One of the results about too much time spent on my own is that I can get super sensitive. I am an extrovert so love to be around people, seeking people out in the way of belonging to organisations, going to meetings, etc. Today a friend of long standing said something really horrible to me. I know you can catch someone on a bad day and although I wanted to make a remark as hateful as what she said I walked away instead. I will see what the next encounter brings. We all have bad days and I guess something triggers in us that makes us bitter or just plain nasty and in some cases causes us to make a crack that we should never have said. I would hate to lose this woman as a friend so will see what happens next.
Today I went to the shopping centre, I met the above mentioned friend and instead of offering me a seat as she usually does when she is having a coffee she let fly at me . Quick retreat to the other end of the shopping centre for me as my policy is "just walk away". Got home feeling bad about it but on reflection hope it was just a bad day as I know her illness causes her a lot of pain. And like me when I was first bereaved maybe she is sick of recitations of where her friends have been, what they have done etc and I would have added to that maybe. Maybe I am insensitive and patronizing, who knows?
The problem with our long summer holiday (kids out of school for seven weeks) is that most of what I do regularly either slows down or closes down so there is a kind of blank on the days I am usually really busy. If I had family around I guess that gap in my life would be less noticeable as it is I fill it by reading,being on the computer etc. Now the rain has stopped I will do some gardening including repotting and maybe do some beach activities as soon as school goes back and the beach parking areas are not as crowded. It is a problem every year so why I don't plan better I don't know. Maybe the last couple of years I just enjoyed the peace and quiet, this year I am feeling the loneliness instead.
I had a good holiday with my son out at Broken Hill. Sure it was hot, the sky was so blue it was dazzling, there were small dust storms and one night it was still so hot I got no sleep but it was worth it. It was worth it to be there on Christmas Day with my three year old grand daughter, it was worth it to share nice meals that he and I cooked together. It was worth it to have someone to chat to in the evenings. We didn't do "touristy" things but this was my sixth visit so we have been to most places. We did go to one of the almost abandoned towns nearby, once a rich mining area for silver it is now tumbled down and only frequented by artists and tourists. But it is a wonderful place to see that broad stretch of sky that our Inland is well known for. It was great to experience that change of scenery and change of culture.
But now I am back home, home sweet home but I am lonely at home too. It really is wonderful to be back but reality bites and I feel once more that lack of companionship. Why does this keep happening? I doubt I will ever "get over it" sometimes. Forty four years of marriage is not forgotten and that sense of loss continues to plague me. I can fill my days with busyness but the nights are still so long sometimes. The hot weather exacerbates that somewhat as it takes longer to get to sleep than on the cold winter nights when I can snuggle down under a pile of blankets. Then the tossing and turning starts leaving me staring into space and thinking those sad thoughts does not help me sleep. But as we know this too will pass.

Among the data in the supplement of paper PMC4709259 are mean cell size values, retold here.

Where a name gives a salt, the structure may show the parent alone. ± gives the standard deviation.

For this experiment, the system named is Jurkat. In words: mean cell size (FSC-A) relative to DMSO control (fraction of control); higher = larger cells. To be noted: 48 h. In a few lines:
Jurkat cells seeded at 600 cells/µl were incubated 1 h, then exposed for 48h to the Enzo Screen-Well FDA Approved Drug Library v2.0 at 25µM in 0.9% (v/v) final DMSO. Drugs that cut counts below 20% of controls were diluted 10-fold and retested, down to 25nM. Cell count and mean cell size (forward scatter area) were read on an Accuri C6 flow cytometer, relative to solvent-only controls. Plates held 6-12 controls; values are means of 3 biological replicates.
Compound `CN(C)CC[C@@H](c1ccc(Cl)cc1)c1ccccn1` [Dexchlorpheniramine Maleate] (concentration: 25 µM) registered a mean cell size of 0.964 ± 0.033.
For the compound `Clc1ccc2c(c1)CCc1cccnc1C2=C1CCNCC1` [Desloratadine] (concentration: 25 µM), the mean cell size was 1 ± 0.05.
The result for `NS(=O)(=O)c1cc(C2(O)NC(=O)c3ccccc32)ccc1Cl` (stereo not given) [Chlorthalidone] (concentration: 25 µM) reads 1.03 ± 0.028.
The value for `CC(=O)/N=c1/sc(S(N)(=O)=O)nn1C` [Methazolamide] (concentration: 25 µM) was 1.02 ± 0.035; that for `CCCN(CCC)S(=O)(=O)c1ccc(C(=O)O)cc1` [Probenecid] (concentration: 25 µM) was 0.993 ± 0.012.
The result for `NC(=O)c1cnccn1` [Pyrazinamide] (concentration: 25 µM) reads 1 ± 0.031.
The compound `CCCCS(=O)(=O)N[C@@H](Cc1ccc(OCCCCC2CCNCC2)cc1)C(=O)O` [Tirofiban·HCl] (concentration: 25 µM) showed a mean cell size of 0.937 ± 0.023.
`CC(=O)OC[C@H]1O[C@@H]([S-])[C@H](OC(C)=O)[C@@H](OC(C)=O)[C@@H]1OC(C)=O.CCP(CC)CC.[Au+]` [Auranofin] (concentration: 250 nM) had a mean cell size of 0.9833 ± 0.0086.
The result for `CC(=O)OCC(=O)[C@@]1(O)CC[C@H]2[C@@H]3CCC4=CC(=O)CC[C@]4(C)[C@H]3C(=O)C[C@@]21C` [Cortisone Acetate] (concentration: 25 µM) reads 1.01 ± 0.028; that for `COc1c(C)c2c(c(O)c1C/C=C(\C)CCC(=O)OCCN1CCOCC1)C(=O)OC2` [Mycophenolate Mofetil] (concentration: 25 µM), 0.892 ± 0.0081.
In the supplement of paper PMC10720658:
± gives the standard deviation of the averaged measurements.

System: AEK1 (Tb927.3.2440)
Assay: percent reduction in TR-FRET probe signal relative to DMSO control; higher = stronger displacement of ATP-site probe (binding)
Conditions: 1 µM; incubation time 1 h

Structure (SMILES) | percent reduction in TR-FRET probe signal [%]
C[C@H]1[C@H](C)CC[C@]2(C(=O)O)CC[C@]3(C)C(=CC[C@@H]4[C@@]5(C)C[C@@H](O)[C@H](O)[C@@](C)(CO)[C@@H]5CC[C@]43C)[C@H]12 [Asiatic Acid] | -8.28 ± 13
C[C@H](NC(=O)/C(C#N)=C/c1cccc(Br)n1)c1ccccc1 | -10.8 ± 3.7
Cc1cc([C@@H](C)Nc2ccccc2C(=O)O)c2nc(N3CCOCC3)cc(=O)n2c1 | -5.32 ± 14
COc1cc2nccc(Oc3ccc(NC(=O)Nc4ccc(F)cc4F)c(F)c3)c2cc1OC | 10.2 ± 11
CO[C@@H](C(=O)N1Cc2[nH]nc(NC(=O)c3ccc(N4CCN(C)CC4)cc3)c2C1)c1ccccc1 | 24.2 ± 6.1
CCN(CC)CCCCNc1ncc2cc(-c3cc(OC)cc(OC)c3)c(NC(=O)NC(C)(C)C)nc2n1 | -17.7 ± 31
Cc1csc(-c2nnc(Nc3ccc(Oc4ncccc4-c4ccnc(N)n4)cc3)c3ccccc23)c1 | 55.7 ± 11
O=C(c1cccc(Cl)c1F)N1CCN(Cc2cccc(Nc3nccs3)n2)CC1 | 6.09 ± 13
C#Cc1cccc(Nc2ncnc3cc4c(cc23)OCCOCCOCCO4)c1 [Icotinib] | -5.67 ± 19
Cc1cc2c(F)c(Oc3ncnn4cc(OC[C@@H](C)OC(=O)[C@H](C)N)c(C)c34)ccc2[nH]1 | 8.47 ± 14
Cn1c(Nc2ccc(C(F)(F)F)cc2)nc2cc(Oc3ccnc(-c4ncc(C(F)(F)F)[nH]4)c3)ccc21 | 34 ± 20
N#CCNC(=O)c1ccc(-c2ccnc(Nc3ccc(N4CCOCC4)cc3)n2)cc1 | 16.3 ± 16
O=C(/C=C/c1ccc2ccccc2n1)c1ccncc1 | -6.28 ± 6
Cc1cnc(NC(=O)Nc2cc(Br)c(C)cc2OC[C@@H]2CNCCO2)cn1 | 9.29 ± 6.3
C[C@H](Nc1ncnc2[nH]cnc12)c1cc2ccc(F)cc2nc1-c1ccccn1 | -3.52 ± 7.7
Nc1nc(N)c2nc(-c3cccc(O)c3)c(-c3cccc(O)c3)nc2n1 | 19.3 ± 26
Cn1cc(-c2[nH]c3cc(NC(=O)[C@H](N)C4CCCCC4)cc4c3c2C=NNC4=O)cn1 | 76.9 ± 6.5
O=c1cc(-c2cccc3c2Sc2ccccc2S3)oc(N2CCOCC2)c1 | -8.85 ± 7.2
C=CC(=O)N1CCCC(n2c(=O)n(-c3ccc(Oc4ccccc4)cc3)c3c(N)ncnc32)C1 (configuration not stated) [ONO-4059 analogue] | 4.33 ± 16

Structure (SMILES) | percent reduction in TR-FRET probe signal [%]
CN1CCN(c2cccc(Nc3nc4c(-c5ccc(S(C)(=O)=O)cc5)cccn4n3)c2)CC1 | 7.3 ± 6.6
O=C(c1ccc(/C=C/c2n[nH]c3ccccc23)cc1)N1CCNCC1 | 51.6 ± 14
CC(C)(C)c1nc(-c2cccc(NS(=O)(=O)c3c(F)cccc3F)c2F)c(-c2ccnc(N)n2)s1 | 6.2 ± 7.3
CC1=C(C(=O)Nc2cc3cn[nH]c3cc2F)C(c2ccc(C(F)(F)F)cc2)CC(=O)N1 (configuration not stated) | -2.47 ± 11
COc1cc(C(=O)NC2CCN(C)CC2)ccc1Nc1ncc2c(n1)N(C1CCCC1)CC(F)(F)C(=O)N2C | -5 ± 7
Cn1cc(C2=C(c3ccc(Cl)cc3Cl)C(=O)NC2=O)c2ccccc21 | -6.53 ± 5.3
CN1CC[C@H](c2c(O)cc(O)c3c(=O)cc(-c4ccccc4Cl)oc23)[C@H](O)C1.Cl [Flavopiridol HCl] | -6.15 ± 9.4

Two days ago I did the funeral service for a friend. at her family's request. I hadn't done a funeral for ten years although that can be part of my pastoral care role and never at a Crematorium so it was a bit of a learning curve. Luckily my daughter as a Salvation Army officer has done a lot of funerals so she sent me an outline and I improvised on that. The funeral went well. I think I talked a little too fast as we did a 30 minute funeral in 23 minutes but the family were pleased and some of the people present were complimentary. It was hard as I have seen a lot of this lady over the past three years and I guess I was as sad as most of those present. But she and Mum were best friends for a lot of years and I owed it to her to make her farewell special.
Does my role as a pastoral care worker make me sad? Yes in a way it does. In some ways the people I minister to are not going to get well, never going to get better, would seem to live a life that others would see as not worth living. But that is not the case. Some of them can be wonderful, funny, happy on some occasions, sad on others, wise, loving, kind, helping me as much as I help them. I do the job out of love. I love to be with positive people but also with those who endeavour in their lives to turn what would seem so negative into a positive, and that is what some of those I visit do. They are 1000% more positive than the healthy able bodied people I encounter in other circumstances and I love them for that.
Only four more weeks and the summer holidays will be over and life will get back to some kind of normal. I am sure I will find worthwhile ways of filling the days. I have a few things to look forward to already this year so I will try to use some patience in my dealing with my world and the people in it. No-one likes a sad sack. I need to get that joy in my heart rekindled and whatever the exterior circumstances learn to maintain as positive an outlook as I can manage each day. As we all know that is what counts.